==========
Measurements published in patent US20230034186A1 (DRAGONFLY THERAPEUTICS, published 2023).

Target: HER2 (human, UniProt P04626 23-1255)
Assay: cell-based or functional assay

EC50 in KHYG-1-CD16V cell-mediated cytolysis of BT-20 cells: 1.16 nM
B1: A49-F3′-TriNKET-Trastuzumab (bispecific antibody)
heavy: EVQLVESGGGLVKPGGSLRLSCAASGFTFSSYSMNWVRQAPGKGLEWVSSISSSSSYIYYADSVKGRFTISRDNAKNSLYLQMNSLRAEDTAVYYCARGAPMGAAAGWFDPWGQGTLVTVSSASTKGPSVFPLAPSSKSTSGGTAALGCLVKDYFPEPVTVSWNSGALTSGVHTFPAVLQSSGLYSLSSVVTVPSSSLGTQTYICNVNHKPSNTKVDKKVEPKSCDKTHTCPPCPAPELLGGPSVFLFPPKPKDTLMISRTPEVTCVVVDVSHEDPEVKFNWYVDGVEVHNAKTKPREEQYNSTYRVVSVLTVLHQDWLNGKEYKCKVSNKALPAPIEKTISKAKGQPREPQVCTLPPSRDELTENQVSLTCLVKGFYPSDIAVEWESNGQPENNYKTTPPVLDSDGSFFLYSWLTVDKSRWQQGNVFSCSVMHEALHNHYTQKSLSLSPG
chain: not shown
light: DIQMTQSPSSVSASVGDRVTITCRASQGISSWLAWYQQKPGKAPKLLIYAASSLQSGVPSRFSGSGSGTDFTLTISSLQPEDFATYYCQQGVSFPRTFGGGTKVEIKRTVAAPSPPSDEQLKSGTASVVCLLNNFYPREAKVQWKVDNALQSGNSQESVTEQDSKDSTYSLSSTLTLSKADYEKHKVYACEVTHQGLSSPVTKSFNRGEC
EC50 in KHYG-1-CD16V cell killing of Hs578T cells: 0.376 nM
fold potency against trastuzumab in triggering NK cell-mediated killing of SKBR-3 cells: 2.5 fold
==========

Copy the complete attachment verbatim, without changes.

Measurements published in patent US20230034186A1 (DRAGONFLY THERAPEUTICS, published 2023).

Target: HER2 (human, UniProt P04626 23-1255)
Assay: cell-based or functional assay

EC50 in KHYG-1-CD16V cell-mediated cytolysis of BT-20 cells: 1.16 nM
B1: A49-F3′-TriNKET-Trastuzumab (bispecific antibody)
heavy: EVQLVESGGGLVKPGGSLRLSCAASGFTFSSYSMNWVRQAPGKGLEWVSSISSSSSYIYYADSVKGRFTISRDNAKNSLYLQMNSLRAEDTAVYYCARGAPMGAAAGWFDPWGQGTLVTVSSASTKGPSVFPLAPSSKSTSGGTAALGCLVKDYFPEPVTVSWNSGALTSGVHTFPAVLQSSGLYSLSSVVTVPSSSLGTQTYICNVNHKPSNTKVDKKVEPKSCDKTHTCPPCPAPELLGGPSVFLFPPKPKDTLMISRTPEVTCVVVDVSHEDPEVKFNWYVDGVEVHNAKTKPREEQYNSTYRVVSVLTVLHQDWLNGKEYKCKVSNKALPAPIEKTISKAKGQPREPQVCTLPPSRDELTENQVSLTCLVKGFYPSDIAVEWESNGQPENNYKTTPPVLDSDGSFFLYSWLTVDKSRWQQGNVFSCSVMHEALHNHYTQKSLSLSPG
chain: not shown
light: DIQMTQSPSSVSASVGDRVTITCRASQGISSWLAWYQQKPGKAPKLLIYAASSLQSGVPSRFSGSGSGTDFTLTISSLQPEDFATYYCQQGVSFPRTFGGGTKVEIKRTVAAPSPPSDEQLKSGTASVVCLLNNFYPREAKVQWKVDNALQSGNSQESVTEQDSKDSTYSLSSTLTLSKADYEKHKVYACEVTHQGLSSPVTKSFNRGEC
EC50 in KHYG-1-CD16V cell killing of Hs578T cells: 0.376 nM
fold potency against trastuzumab in triggering NK cell-mediated killing of SKBR-3 cells: 2.5 fold